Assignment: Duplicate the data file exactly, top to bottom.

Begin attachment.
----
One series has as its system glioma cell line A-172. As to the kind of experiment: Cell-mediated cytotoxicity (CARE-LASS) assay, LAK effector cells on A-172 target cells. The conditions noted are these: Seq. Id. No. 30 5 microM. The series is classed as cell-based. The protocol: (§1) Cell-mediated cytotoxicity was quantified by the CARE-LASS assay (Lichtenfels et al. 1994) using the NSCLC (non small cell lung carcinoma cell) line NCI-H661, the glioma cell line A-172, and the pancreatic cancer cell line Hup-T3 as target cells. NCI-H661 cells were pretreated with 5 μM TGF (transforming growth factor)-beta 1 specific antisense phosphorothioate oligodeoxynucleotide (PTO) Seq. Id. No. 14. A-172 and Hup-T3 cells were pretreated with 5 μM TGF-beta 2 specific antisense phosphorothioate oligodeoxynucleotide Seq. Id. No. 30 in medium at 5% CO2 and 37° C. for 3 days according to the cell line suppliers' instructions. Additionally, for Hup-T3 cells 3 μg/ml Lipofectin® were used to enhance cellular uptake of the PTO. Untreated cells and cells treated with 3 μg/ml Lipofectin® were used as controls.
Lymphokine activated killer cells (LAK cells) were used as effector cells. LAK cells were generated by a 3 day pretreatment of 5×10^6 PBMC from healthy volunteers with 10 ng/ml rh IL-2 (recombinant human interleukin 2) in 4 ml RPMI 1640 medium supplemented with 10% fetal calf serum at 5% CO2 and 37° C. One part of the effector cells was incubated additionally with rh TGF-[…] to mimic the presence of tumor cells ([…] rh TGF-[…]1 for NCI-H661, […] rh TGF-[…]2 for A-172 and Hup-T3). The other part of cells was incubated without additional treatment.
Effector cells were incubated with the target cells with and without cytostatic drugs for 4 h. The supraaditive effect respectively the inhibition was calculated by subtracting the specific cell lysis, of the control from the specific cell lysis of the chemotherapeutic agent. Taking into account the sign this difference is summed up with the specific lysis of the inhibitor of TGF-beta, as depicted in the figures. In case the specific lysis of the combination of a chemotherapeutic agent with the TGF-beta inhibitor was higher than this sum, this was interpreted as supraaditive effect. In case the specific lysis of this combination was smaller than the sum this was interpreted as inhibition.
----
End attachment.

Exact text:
One series has as its system glioma cell line A-172. As to the kind of experiment: Cell-mediated cytotoxicity (CARE-LASS) assay, LAK effector cells on A-172 target cells. The conditions noted are these: Seq. Id. No. 30 5 microM. The series is classed as cell-based. The protocol: (§1) Cell-mediated cytotoxicity was quantified by the CARE-LASS assay (Lichtenfels et al. 1994) using the NSCLC (non small cell lung carcinoma cell) line NCI-H661, the glioma cell line A-172, and the pancreatic cancer cell line Hup-T3 as target cells. NCI-H661 cells were pretreated with 5 μM TGF (transforming growth factor)-beta 1 specific antisense phosphorothioate oligodeoxynucleotide (PTO) Seq. Id. No. 14. A-172 and Hup-T3 cells were pretreated with 5 μM TGF-beta 2 specific antisense phosphorothioate oligodeoxynucleotide Seq. Id. No. 30 in medium at 5% CO2 and 37° C. for 3 days according to the cell line suppliers' instructions. Additionally, for Hup-T3 cells 3 μg/ml Lipofectin® were used to enhance cellular uptake of the PTO. Untreated cells and cells treated with 3 μg/ml Lipofectin® were used as controls.
Lymphokine activated killer cells (LAK cells) were used as effector cells. LAK cells were generated by a 3 day pretreatment of 5×10^6 PBMC from healthy volunteers with 10 ng/ml rh IL-2 (recombinant human interleukin 2) in 4 ml RPMI 1640 medium supplemented with 10% fetal calf serum at 5% CO2 and 37° C. One part of the effector cells was incubated additionally with rh TGF-[…] to mimic the presence of tumor cells ([…] rh TGF-[…]1 for NCI-H661, […] rh TGF-[…]2 for A-172 and Hup-T3). The other part of cells was incubated without additional treatment.
Effector cells were incubated with the target cells with and without cytostatic drugs for 4 h. The supraaditive effect respectively the inhibition was calculated by subtracting the specific cell lysis, of the control from the specific cell lysis of the chemotherapeutic agent. Taking into account the sign this difference is summed up with the specific lysis of the inhibitor of TGF-beta, as depicted in the figures. In case the specific lysis of the combination of a chemotherapeutic agent with the TGF-beta inhibitor was higher than this sum, this was interpreted as supraaditive effect. In case the specific lysis of this combination was smaller than the sum this was interpreted as inhibition.